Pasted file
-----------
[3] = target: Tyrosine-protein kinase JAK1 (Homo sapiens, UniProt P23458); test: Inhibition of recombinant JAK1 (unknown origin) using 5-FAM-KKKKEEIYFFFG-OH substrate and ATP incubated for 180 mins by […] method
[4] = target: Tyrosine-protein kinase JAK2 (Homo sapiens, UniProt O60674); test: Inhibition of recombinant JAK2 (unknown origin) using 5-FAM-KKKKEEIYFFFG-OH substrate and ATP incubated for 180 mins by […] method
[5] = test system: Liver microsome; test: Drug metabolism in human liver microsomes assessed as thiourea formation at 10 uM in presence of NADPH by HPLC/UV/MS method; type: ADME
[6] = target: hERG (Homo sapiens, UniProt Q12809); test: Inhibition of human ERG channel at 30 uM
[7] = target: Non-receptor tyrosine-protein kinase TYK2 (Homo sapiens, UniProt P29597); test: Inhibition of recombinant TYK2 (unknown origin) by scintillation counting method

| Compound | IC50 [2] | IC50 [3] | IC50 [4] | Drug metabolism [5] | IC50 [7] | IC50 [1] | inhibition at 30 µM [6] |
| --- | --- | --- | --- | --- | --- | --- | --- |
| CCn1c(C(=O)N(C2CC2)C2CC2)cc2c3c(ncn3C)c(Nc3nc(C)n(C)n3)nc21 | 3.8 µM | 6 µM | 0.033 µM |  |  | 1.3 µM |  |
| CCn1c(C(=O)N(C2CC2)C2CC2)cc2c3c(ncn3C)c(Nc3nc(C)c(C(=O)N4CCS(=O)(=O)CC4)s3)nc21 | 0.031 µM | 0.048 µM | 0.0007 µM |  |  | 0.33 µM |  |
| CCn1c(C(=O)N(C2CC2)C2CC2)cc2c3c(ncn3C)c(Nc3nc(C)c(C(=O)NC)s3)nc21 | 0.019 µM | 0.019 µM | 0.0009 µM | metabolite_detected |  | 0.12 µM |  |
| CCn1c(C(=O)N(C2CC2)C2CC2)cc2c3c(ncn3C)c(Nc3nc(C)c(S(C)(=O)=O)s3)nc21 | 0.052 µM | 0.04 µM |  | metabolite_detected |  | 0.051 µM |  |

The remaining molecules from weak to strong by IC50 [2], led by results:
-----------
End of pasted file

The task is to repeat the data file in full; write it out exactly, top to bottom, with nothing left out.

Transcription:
[3] = target: Tyrosine-protein kinase JAK1 (Homo sapiens, UniProt P23458); test: Inhibition of recombinant JAK1 (unknown origin) using 5-FAM-KKKKEEIYFFFG-OH substrate and ATP incubated for 180 mins by […] method
[4] = target: Tyrosine-protein kinase JAK2 (Homo sapiens, UniProt O60674); test: Inhibition of recombinant JAK2 (unknown origin) using 5-FAM-KKKKEEIYFFFG-OH substrate and ATP incubated for 180 mins by […] method
[5] = test system: Liver microsome; test: Drug metabolism in human liver microsomes assessed as thiourea formation at 10 uM in presence of NADPH by HPLC/UV/MS method; type: ADME
[6] = target: hERG (Homo sapiens, UniProt Q12809); test: Inhibition of human ERG channel at 30 uM
[7] = target: Non-receptor tyrosine-protein kinase TYK2 (Homo sapiens, UniProt P29597); test: Inhibition of recombinant TYK2 (unknown origin) by scintillation counting method

| Compound | IC50 [2] | IC50 [3] | IC50 [4] | Drug metabolism [5] | IC50 [7] | IC50 [1] | inhibition at 30 µM [6] |
| --- | --- | --- | --- | --- | --- | --- | --- |
| CCn1c(C(=O)N(C2CC2)C2CC2)cc2c3c(ncn3C)c(Nc3nc(C)n(C)n3)nc21 | 3.8 µM | 6 µM | 0.033 µM |  |  | 1.3 µM |  |
| CCn1c(C(=O)N(C2CC2)C2CC2)cc2c3c(ncn3C)c(Nc3nc(C)c(C(=O)N4CCS(=O)(=O)CC4)s3)nc21 | 0.031 µM | 0.048 µM | 0.0007 µM |  |  | 0.33 µM |  |
| CCn1c(C(=O)N(C2CC2)C2CC2)cc2c3c(ncn3C)c(Nc3nc(C)c(C(=O)NC)s3)nc21 | 0.019 µM | 0.019 µM | 0.0009 µM | metabolite_detected |  | 0.12 µM |  |
| CCn1c(C(=O)N(C2CC2)C2CC2)cc2c3c(ncn3C)c(Nc3nc(C)c(S(C)(=O)=O)s3)nc21 | 0.052 µM | 0.04 µM |  | metabolite_detected |  | 0.051 µM |  |

The remaining molecules from weak to strong by IC50 [2], led by results: